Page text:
Into the Wild

The Lost City of Z is a curiously muted, elegantly made portrait of one man's dogged obsession

It's a jungle out there.
It's a jungle out there.

The Lost City of Z is as much about the euphoria of discovery and exploration as it is failure and disappointment, the story of a man whose reputation as an iconoclast and trailblazer was bound to the same South American jungles that would also devour him. At its core, the movie, adapted by writer-director James Gray from David Grann's nonfiction bestseller, is a portrait of reckless obsession, but it's remarkably low-key in its approach, almost to a fault.

The man at its center is British explorer Percy Fawcett, who at the turn of the 20th century hypothesized that an advanced civilization once existed deep within the Amazon rainforest, a theory that was scoffed at by his contemporaries. Fawcett was no doubt an endlessly curious, dangerously passionate figure, yet as played by Charlie Hunnam, an actor who I've always found to radiate an almost aggressive dullness, he comes across as something of a blank.

We're told many times over that Fawcett has been consumed by his own dogged beliefs, that his determination to find the long-lost city, which he nicknamed "Z," is the product of madness. But there's no such insanity in Hunnam's performance; we never get the sense that he has any fire in him at all. I can't help but wonder how the film might have played out had it starred someone like Joaquin Phoenix, who has appeared in four of Gray's films and is capable of channeling both intensity and introspection.

Perhaps that was Gray's intention all along — to make Fawcett secondary to the wilderness that eventually swallows him whole. Many of Fawcett's theories, which he firmly held until his 1925 disappearance, were deemed plausible once technology caught up with them. When we first meet him as a young man, however, he doesn't possess any of the conviction he'd become known for: He's trying desperately to escape the poor reputation of his late father, and he's self-conscious about his conspicuous lack of military decorations.

Fawcett sees an opportunity to make a name for himself when he's summoned by the Royal Geographical Society to travel to Bolivia on a cartographic expedition. Along with a small group of guides and his aide-de-camp Henry Costin (Robert Pattinson), Fawcett also takes it upon himself to quell tensions between Bolivia and neighboring Peru, as the increasing value of rubber is edging the countries closer to war. But then Fawcett catches wind of that fabled city of gold, and after finding ancient pottery shards and hieroglyph-like symbols carved into rocks, he returns to Britain to secure funding for another, longer expedition.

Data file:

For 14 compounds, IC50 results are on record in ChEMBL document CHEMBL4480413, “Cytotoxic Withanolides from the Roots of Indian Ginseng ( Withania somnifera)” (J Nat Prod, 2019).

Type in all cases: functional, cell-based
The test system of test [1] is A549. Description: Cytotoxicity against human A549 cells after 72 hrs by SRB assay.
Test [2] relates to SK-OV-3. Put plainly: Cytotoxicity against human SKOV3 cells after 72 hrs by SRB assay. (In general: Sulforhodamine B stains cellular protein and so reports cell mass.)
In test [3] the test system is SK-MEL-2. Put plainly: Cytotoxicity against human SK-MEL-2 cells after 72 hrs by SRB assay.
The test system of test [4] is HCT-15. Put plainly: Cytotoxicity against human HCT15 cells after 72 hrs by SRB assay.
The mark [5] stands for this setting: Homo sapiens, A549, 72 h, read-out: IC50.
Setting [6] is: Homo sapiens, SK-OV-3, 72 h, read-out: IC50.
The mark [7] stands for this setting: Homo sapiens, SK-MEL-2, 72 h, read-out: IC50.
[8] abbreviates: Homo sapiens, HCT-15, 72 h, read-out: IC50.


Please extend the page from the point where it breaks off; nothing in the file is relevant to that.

As a filmmaker, Gray (Two Lovers, We Own the Night) has always made interesting choices, but he's turned into something a classicist, for better or worse. In this and his previous period piece, 2013's The Immigrant, he's accurately captured the emotional sweep of cinema of the 1940s and '50s, but he also adopts some of the creakiest tropes of that era.

The Lost City of Z trots out a surprising number of groan-worthy clichés: Fawcett presents his findings to a boisterous room full of skeptics, who take turns standing up and harrumphing him; deep in the jungle, everyone but Fawcett wants to give up and turn around, but he convinces them otherwise; Fawcett's brilliant but long-suffering wife (Sienna Miller) and son (Tom Holland) confront him for abandoning them.

Despite the mustiness of the screenplay, the film is photographed with a delicate visual poetry by ace cinematographer Darius Khondji, who uses light like a Renaissance oil painter. Gray shot much of the film in the jungles of Colombia, and the grandeur and beauty of the locations, as well as the ever-looming threat posed by its inhabitants, are unmistakable in just about every frame. And its final shot, lyrical and strange and haunting, is just about perfect.

In its most alluring moments, The Lost City of Z recalls the work of Werner Herzog, who understands the overwhelming power of nature (and man's futile attempts to harness it) better than any other living filmmaker. Although its protagonist pales in comparison to Herzog's wild men, the movie does adequately convey the mystery of the jungle. As Fawcett and his men get farther up the river, and as the conditions become more and more treacherous, we have to wonder — are some things better off remaining lost? ♦

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    About The Author

    Nathan Weinbender

    Nathan Weinbender is the Inlander's Music & Film editor. He is also a film critic for Spokane Public Radio, where he has co-hosted the weekly film review show Movies 101 since 2011.